September came, and I bought a pair of hiking shoes and read up on driving in Iceland. And then, a few days after my birthday and a night flight featuring zero hours of sleep, I landed in Reykjavík (actually Keflavik, because they have a CVG bait-and-switch situation too) hungry, bleary-eyed, and feeling like I was on a strange rock in the middle of nowhere. I chugged coffee and started driving. I had a full itinerary, thanks to Newman, who I simply called My Iceland Guy. Over the course of two days, I would make my way north to the artsy town of Akureyri, where I would meet my retreat group.

That first morning, everything seemed gray during my drive. It was raining. I had to pee. Signs were in kilometers. What was I doing here? Why had I been enamored with a random comment from some baby-faced adjunct professor 30 years ago?

And then I sunk into my first geothermal spring just outside of the city. I plunked my credit card down without even trying to convert the Icelandic Krona, followed the confusing shower ritual required to get in, and finally glided through steaming waters in a state of complete bliss. I floated on my back in the delicious hot water, stared up at the brightening sky, and wondered, Is this why I’m here?

During that week, spending time both alone and with my group, I would visit two more geothermal springs. I would see waterfalls—so many waterfalls!—and volcanic craters. I would walk in a lava forest and smell boiling earth. I would sit under the Northern Lights, clear and green and spooky.

I would stand on a sharp cliff, the sky so piercing blue it seemed a mistake, and take in the North Atlantic, a sheet of aquamarine glass. I would do a cartwheel over the continental divide and a handstand at what felt like the edge of the earth. Every time, every incredible thing, I would ask, Is this why I’m here?


By the time I pulled into Akureyri after my solo driving adventure, an early winter storm was brewing. In Iceland, a storm (stormur) means wind. I’m talking wild-ass wind. It canceled our first day of activities. As we settled into our apartments, hunkering down against the gales, Andreas, our mild-mannered Swiss ex-pat retreat leader who had moved to this enchanted land a dozen years before and was now raising his family here, gathered us around and said, “Þetta reddast—it will work out, but you have to let go of expectation.”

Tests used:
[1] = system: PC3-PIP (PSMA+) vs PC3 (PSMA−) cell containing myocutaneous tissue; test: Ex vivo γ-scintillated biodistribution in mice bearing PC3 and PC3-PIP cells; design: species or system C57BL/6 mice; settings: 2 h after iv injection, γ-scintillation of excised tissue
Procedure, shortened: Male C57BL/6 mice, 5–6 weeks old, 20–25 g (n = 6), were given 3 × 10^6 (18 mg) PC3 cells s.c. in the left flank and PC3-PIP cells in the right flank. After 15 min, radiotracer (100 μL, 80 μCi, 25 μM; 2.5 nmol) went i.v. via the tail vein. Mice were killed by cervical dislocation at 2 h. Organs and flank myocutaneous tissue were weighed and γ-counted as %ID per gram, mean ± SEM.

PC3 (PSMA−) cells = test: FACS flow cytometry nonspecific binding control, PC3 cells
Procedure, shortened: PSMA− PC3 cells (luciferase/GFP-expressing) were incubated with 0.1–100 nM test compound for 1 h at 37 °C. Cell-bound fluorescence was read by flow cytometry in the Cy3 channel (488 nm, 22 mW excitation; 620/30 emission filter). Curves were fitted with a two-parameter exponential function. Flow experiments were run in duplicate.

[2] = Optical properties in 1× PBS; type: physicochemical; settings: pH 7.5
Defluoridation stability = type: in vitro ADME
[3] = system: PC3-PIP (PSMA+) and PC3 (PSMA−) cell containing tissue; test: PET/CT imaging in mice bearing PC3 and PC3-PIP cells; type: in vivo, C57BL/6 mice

Pronounced something like THEH-ta RREH-dust and sounding like a magic incantation, it’s the unofficial motto of Iceland—one shaped by living in a country of volcanoes with months of either too much light or too much dark and harsh, fast-changing weather. The saying wasn’t about giving up or sitting back and doing nothing. Rather, it was about rethinking, adapting, and trusting that the answer will present itself.

What I would finally understand is that I came to this land of elf magic, with its medieval language and snaking green sky, mostly to encounter this idea, which was at once completely familiar and completely foreign.

The wind died down eventually, of course, and the week’s activities shifted around in ways that turned out to be better; then the Northern Lights, which weren’t predicted to show themselves, suddenly burst through one evening. But I felt þetta reddast at a deeper level than getting to see tourist highlights.

Perhaps it landed so hard because I have teenagers at home and, on any given day, it feels like nothing will be all right and I won’t know what to do. There is so much I’m afraid of losing: people I love, hard-won rights, democracy, the ability to do a handstand in whatever corner of Earth I find myself. But here was this Swiss man—from the land of precise timekeeping, no less!—reminding me to loosen my grip.

In truth, this idea that it will work out, maybe with an unexpected answer, was a huge part of my worldview in my twenties and thirties. But, like so many things, it had become harder to remember in midlife. I think that’s why Iceland used its sly name to grab my attention all those years ago. It never stopped calling to me, but it increased the volume as I got older. I need to show you the idea you’ve always flirted with. I need you to see where it comes from.

Or, as Will Ferrell and Rachel McAdams like to say to each other in the preposterously funny movie Eurovision, about an Icelandic duo who accidentally make it into the European singing contest, “I see you. There you are.”

I see you, þetta reddast. There you are.